With these new tests and increased aeration, SOIL could potentially be able to produce even better-quality compost in a shorter amount of time.  However, we are only in the early stages of these new experiments and will continue to observe and gather data before evaluating whether this process can be implemented at a larger scale. Stay tuned for an update in the year ahead!

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In rural areas of Haiti, agriculture production and farming are important occupations for many people. Agriculture is Haiti’s main industry and makes up over 60% of the workforce, with main global exports including mangoes, coffee, papayas and spinach. However, food production can still be quite challenging for many farmers due to depleted soils and periods of drought. Additionally, years of foreign intervention and policy have forced Haiti to rely heavily on cheap global imports for food supply, which has distorted the market for some crops, leaving the supply chains within and into Haiti fragile. This limits access to good sources of food for many Haitians.

In light of these challenges, it is increasingly important to look at innovative ways to strengthen food supply chains and replenish overburdened ecosystems within Haiti. Fertilizer use in Haiti has been a common practice to increase land productivity and crop yields. While chemical fertilizer applications do increase crop yields, they do not nourish long-term soil health and create resilient ecosystems in the same way that organic soil supplements can. In fact, each application of chemical fertilizer depletes the soil, making the next year’s harvest more challenging. Compost has the opposite effect, building up the soil’s health and increasing its resiliency and yield capability year over year. SOIL's Konpòs Lakay model was designed to support soil health through the transformative process of recapturing nutrients from human waste, creating an agricultural grade compost from the waste treatment process, and using the compost to revive depleted soils. 

SOIL’s compost is sold to local farmers and other stakeholders in the ag sector to help grow food and support agricultural production, from urban farm initiatives to reforestation projects.  We recently spoke with Mary, one of SOIL’s compost customers and a resident of Saint-Rapheal, a municipality located about 63 kilometers from Cap-Haitien. Mary has her own garden and uses SOIL’s compost for its beneficial results to her soil and crops. According to Mary, "the compost is of very high quality, and is completely and properly composted." Mary believes that SOIL’s compost is an important tool for Haiti’s ecosystem and food production development: "people need to be educated on the importance of compost and how it can help them grow their food," she said. We agree! If you’re interested in learning more about compost and what it can do, check out this 2018 New York Times Magazine piece featuring longtime SOIL friends John and Peggy.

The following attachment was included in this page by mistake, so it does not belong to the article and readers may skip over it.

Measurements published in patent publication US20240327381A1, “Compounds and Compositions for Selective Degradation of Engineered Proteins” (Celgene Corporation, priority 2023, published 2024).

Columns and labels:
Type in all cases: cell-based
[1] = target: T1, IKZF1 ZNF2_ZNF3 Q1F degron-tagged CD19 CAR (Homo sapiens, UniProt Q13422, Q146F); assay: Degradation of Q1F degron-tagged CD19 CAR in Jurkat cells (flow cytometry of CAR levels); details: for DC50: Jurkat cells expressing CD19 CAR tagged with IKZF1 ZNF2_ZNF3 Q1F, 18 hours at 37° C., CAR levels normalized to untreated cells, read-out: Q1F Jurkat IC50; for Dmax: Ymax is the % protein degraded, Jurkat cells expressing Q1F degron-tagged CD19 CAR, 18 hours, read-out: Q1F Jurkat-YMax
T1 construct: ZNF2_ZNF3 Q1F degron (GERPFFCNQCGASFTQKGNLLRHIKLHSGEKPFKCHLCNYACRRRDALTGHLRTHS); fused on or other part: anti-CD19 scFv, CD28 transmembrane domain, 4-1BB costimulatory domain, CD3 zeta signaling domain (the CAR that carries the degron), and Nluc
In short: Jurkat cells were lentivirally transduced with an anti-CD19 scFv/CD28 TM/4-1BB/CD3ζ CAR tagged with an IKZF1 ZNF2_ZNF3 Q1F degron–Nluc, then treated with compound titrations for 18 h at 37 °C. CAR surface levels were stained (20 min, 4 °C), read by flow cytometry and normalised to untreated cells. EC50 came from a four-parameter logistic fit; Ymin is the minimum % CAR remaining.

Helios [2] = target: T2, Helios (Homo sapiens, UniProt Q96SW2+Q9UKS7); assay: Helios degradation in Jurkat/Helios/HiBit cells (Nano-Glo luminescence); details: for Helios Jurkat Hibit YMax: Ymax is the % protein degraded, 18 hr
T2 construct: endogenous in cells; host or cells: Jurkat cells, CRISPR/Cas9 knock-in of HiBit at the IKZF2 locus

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As SOIL continues to grow and expand our services in Haiti, we recognize the need to keep improving our operations efficiency, deepening our research, and exploring what others in the sector are doing. We love visiting our container-based sanitation and composting friends around the world, because it gives us a chance to see firsthand what else is going on in the sanitation sector. While back in her home country of France, SOIL’s Compost Program Advisor and Waste Management Engineer took a trip over the border to Switzerland to visit Kompotoi, a mobile dry composting toilet service for the eco-conscious.

Kompotoi’s toilet service provides an interesting window into the operational components of other container-based toilets, and also highlights the desire among the world’s wealthiest countries – on the opposite end of developmental spectrum from Haiti – to seek a more ecologically sustainable solution to sanitation. Kompotoi's director, who previously worked with SOIL this past year on a Human Centered Design project, provided SOIL with a full tour of the toilet workshop and independent composting site to help SOIL better understand Kompotoi’s business model and how they operate.

According to Kompotoi, their customer base is quite broad, and the service is used by everyone from private customers to larger corporate clients needing to service public places and events. The Kompotoi team gave SOIL a tour of the workshop where the toilet units are built, cleaned, and stored. Kompotoi’s toilets are built higher off the ground to allow for the use of larger containers, requiring less frequent collection. Each Kompotoi toilet is also equipped with a men’s urinal. Similar to SOIL’s bonzodè, the cover material used as the “flush” in our water-free household toilets, Kompotoi uses a straw pellet cover material that is easily available in Switzerland.